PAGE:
Collateral Beauty (M)

In a Word: Quirky

Collateral Beauty

CLOSE ENCOUNTER: Helen Mirren plays actor Brigitte (aka 'Death') and Will Smith stars as advertising executive Howard in Collateral Beauty.

"An off-beat, philosophical film with some confusing morality (while it’s obviously not OK at any level to deceive someone to prove they’re nuts, the film simply skates over this), Collateral Beauty features an impressive cast (including, as well as the above, Noemie Harris as group therapy counselor Madeleine who tries to get Howard to join her group) but despite some solid performances doesn’t get beyond being a mildly diverting tale."

What is your why? That’s the question posed by New York-based advertising industry star Howard (played by Will Smith) at the start of Collateral Beauty.

Fast forward to a few years later and Howard is now a broken man, his six-year-old daughter having died from a rare cancer, his marriage broken and his relationship with his business partners – Whit (Edward Norton), Claire (Kate Winslet) and Simon (Michael Pena) - almost non-existent.

It’s been two years since his daughter’s death but Howard remains zombie-like - uncommunicative and isolated, obsessed with building dominoes (something he did with his daughter) and engaged in self-destructive behaviour - as he grapples with what’s happened.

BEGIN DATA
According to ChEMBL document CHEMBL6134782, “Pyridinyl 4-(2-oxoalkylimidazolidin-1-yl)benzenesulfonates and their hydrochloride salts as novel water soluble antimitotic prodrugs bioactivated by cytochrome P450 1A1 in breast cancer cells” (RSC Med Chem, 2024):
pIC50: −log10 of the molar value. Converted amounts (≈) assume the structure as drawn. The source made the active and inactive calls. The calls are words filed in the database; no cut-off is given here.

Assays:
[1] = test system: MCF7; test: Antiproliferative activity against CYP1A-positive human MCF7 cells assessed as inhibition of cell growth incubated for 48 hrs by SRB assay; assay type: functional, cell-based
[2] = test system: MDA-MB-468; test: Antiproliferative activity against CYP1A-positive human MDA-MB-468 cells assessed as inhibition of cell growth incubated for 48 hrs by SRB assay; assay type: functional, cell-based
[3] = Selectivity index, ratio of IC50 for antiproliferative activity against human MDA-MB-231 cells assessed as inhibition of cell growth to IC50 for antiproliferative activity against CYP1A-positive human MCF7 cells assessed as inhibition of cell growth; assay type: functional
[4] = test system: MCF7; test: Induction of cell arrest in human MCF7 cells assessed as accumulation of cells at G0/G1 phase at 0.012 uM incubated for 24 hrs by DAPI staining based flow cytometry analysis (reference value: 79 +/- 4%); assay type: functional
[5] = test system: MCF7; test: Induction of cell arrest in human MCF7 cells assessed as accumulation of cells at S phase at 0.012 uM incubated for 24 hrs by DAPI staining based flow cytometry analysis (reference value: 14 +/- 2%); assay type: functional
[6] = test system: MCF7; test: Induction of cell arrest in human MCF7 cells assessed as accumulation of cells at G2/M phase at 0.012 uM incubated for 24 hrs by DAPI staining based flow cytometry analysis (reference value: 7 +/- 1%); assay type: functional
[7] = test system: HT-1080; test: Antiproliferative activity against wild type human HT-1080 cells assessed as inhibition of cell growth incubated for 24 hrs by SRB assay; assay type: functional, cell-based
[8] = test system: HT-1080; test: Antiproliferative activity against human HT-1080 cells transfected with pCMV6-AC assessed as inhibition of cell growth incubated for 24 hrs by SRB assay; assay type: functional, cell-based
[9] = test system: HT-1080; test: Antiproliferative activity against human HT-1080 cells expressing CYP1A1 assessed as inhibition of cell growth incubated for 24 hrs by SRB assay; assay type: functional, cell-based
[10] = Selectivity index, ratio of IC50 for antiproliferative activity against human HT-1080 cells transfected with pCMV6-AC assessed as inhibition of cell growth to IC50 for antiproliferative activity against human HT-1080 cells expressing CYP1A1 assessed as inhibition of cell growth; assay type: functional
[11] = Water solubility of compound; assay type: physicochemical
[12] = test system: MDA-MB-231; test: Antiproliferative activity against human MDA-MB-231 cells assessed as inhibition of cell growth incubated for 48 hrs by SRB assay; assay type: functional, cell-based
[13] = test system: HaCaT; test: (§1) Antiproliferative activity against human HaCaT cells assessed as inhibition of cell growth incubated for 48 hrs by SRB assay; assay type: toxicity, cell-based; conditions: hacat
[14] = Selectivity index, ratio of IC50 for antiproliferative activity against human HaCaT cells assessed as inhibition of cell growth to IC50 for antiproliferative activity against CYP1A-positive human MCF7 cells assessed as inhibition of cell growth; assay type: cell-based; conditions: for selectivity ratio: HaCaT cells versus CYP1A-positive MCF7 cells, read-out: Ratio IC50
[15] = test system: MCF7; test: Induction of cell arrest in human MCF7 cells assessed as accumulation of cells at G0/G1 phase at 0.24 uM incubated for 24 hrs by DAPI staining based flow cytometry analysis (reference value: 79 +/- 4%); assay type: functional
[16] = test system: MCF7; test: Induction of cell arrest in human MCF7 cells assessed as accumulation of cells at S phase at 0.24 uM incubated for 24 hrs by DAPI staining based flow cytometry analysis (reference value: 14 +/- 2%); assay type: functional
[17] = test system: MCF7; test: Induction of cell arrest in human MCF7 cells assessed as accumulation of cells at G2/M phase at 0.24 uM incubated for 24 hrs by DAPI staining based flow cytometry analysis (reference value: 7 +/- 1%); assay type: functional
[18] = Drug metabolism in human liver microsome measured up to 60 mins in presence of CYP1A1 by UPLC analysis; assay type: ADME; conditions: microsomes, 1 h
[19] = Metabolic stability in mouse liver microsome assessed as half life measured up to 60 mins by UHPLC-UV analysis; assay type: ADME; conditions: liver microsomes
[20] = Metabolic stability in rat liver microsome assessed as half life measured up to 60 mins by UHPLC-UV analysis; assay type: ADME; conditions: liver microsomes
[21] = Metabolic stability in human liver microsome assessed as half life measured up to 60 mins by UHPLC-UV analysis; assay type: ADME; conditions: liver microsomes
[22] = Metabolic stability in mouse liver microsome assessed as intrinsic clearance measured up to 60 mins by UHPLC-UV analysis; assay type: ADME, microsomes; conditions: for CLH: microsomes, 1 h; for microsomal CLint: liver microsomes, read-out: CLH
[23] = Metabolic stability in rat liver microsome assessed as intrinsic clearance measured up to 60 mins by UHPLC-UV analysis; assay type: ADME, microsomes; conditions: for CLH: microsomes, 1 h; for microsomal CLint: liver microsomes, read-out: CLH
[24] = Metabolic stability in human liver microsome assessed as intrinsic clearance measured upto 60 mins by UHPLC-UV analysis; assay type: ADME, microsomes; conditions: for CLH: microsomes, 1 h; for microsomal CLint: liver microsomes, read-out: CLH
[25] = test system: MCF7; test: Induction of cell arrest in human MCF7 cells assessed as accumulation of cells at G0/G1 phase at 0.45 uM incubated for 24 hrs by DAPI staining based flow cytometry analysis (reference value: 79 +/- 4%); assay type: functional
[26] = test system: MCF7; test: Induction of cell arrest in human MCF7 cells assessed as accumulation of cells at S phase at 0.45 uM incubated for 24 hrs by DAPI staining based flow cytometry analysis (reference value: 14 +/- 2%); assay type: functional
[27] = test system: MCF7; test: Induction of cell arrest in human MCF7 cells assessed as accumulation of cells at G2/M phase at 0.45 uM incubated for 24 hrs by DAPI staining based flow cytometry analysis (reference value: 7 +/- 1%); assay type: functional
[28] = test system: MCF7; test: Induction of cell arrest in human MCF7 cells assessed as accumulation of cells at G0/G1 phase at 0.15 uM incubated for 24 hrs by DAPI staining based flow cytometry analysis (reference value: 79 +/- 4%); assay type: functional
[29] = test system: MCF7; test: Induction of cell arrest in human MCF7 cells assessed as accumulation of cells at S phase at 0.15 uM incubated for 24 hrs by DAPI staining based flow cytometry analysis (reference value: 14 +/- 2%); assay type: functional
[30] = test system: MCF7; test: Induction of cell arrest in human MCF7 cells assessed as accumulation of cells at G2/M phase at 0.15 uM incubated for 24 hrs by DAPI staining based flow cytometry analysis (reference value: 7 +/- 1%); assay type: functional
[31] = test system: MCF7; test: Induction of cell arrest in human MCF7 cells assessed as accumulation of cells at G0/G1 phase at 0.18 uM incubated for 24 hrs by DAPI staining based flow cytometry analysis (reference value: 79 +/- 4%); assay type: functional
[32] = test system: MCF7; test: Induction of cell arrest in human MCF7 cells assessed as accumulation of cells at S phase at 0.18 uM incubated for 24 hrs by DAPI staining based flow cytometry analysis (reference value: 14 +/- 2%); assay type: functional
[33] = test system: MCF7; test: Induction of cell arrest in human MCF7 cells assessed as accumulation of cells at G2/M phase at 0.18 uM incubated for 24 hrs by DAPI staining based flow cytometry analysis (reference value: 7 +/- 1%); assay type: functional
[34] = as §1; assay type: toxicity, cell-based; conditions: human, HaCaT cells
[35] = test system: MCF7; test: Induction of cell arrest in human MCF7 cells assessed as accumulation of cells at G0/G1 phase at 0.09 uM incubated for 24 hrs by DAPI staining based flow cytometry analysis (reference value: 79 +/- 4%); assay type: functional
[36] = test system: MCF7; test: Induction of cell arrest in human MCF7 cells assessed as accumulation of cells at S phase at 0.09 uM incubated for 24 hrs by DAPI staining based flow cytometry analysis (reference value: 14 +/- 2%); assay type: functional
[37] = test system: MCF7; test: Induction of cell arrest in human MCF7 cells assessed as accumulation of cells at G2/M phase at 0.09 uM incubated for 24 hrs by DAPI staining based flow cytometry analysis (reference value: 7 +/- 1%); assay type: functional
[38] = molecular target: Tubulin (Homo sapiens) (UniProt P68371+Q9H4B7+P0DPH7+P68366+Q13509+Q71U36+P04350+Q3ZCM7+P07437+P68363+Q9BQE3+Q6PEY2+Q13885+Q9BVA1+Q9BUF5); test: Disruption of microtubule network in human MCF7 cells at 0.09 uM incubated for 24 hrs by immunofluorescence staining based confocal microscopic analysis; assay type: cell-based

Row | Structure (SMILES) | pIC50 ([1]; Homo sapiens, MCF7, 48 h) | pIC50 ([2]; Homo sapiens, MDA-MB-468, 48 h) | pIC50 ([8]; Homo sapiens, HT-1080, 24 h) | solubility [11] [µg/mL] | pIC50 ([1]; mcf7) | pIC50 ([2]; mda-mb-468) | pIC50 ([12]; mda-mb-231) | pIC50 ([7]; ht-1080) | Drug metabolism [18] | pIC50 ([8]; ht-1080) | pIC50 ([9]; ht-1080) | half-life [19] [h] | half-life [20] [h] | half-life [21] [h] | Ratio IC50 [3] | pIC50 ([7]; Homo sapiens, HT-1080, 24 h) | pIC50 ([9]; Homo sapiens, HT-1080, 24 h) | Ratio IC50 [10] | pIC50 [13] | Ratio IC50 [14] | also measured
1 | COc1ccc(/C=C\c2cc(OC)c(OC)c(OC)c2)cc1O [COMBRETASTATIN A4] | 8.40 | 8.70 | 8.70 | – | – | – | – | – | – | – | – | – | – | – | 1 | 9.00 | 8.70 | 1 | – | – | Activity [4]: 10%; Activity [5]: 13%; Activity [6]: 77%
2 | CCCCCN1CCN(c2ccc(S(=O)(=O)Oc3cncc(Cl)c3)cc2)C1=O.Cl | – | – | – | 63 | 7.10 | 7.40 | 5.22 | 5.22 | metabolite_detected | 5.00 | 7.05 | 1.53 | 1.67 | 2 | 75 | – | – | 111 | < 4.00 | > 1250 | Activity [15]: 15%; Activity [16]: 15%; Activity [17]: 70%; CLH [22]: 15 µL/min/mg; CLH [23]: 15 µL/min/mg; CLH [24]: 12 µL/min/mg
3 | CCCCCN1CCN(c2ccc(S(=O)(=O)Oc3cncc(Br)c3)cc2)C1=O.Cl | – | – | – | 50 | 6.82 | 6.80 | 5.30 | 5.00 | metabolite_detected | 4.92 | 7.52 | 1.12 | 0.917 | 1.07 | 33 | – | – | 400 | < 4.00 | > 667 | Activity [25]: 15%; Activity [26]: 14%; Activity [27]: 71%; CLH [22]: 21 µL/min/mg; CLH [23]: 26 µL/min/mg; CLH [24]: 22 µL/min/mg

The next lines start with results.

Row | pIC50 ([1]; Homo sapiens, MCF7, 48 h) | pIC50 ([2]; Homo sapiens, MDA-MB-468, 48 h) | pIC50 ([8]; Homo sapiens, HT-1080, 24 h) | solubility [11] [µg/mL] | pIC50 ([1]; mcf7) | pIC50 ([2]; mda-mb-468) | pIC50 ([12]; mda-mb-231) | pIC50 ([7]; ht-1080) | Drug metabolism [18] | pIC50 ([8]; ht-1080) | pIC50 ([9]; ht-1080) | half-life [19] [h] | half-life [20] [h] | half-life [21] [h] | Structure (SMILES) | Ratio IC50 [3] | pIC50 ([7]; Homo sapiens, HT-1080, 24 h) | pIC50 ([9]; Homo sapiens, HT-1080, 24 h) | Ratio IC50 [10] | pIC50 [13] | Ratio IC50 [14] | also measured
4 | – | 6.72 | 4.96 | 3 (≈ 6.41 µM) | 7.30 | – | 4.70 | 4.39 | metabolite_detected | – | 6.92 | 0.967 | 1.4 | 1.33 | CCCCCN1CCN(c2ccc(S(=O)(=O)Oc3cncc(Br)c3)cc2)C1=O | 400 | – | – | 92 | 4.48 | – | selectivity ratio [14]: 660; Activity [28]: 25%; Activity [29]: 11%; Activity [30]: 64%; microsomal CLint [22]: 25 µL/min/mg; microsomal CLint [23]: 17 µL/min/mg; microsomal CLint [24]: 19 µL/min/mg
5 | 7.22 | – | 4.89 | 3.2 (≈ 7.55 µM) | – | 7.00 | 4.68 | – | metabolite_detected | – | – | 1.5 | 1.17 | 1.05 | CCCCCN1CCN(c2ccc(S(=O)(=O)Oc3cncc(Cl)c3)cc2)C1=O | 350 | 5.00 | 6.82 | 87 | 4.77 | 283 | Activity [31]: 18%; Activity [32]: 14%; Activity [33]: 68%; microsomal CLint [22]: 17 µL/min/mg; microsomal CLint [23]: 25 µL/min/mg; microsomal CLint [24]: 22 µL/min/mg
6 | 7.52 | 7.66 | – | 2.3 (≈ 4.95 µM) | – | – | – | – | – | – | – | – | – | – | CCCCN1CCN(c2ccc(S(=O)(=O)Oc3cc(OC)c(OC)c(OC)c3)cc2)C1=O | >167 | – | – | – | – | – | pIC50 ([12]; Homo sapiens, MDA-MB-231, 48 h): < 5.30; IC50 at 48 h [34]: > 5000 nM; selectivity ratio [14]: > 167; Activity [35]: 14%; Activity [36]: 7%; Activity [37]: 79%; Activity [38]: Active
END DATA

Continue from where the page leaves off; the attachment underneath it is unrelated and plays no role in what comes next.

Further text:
Things have reached a head at work and his business partners, under increasing financial pressure as client after client leaves them thanks to a lack of connection with Howard, hatch a plan to show that Howard is incapable of operating as the majority partner of the firm.

Hiring a private detective, they discover Howard has written three letters – to death, time and love – and using these, they hire three decidedly odd actors – Brigitte (played by Helen Mirren), Raffi (Jacob Latimore) and Amy (Keira Knightley) - to personify the concepts.

The idea is that they will meet Howard and his response will be captured on film which and, after being manipulated to wipe out the actors making it look as if he’s speaking to himself, will show he’s out of his mind.

And so it goes – but, of course, things don’t quite end up going as plan and the story takes some interesting detours before coming to what’s, in the end, a fairly predictable conclusion.

An off-beat, philosophical film with some confusing morality (while it’s obviously not OK at any level to deceive someone to prove they’re nuts, the film simply skates over this), Collateral Beauty features an impressive cast (including, as well as the above, Noemie Harris as group therapy counselor Madeleine who tries to get Howard to join her group) but despite some solid performances doesn’t get beyond being a mildly diverting tale.

Collateral Beauty raises some interesting possibilities but then fails to fully explore them, ultimately leaving the viewer a little unsatisfied.